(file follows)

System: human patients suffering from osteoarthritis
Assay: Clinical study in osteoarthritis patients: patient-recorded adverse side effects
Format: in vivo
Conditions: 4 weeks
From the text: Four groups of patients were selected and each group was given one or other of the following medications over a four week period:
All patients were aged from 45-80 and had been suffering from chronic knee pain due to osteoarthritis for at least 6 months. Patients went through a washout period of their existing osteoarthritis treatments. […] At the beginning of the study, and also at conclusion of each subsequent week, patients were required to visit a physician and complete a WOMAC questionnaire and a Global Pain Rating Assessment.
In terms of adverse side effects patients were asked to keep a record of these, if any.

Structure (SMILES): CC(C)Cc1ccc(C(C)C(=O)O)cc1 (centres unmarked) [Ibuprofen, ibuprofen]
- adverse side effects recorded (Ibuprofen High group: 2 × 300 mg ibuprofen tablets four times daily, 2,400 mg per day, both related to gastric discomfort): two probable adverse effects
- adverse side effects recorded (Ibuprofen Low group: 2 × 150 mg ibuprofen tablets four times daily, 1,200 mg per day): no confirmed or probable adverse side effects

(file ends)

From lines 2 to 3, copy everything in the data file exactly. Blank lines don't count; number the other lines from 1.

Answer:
Assay: Clinical study in osteoarthritis patients: patient-recorded adverse side effects
Format: in vivo